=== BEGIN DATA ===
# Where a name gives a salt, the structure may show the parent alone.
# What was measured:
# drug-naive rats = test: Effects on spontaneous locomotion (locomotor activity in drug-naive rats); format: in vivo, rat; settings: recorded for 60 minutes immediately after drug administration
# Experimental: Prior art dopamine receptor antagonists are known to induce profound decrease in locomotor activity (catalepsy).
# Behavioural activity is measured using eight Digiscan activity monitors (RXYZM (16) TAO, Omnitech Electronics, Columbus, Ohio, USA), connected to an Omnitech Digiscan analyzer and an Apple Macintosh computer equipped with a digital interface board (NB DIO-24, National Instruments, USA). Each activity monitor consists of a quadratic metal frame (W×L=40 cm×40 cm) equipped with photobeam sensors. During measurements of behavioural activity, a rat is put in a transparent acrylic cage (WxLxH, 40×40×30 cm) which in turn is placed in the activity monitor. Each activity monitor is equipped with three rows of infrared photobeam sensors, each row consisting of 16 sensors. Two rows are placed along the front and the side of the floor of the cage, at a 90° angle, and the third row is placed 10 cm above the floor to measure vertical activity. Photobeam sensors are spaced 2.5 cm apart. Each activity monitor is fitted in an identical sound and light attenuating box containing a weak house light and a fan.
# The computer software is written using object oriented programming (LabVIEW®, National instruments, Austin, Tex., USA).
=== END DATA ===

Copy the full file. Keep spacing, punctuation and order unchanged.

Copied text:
# Where a name gives a salt, the structure may show the parent alone.
# What was measured:
# drug-naive rats = test: Effects on spontaneous locomotion (locomotor activity in drug-naive rats); format: in vivo, rat; settings: recorded for 60 minutes immediately after drug administration
# Experimental: Prior art dopamine receptor antagonists are known to induce profound decrease in locomotor activity (catalepsy).
# Behavioural activity is measured using eight Digiscan activity monitors (RXYZM (16) TAO, Omnitech Electronics, Columbus, Ohio, USA), connected to an Omnitech Digiscan analyzer and an Apple Macintosh computer equipped with a digital interface board (NB DIO-24, National Instruments, USA). Each activity monitor consists of a quadratic metal frame (W×L=40 cm×40 cm) equipped with photobeam sensors. During measurements of behavioural activity, a rat is put in a transparent acrylic cage (WxLxH, 40×40×30 cm) which in turn is placed in the activity monitor. Each activity monitor is equipped with three rows of infrared photobeam sensors, each row consisting of 16 sensors. Two rows are placed along the front and the side of the floor of the cage, at a 90° angle, and the third row is placed 10 cm above the floor to measure vertical activity. Photobeam sensors are spaced 2.5 cm apart. Each activity monitor is fitted in an identical sound and light attenuating box containing a weak house light and a fan.
# The computer software is written using object oriented programming (LabVIEW®, National instruments, Austin, Tex., USA).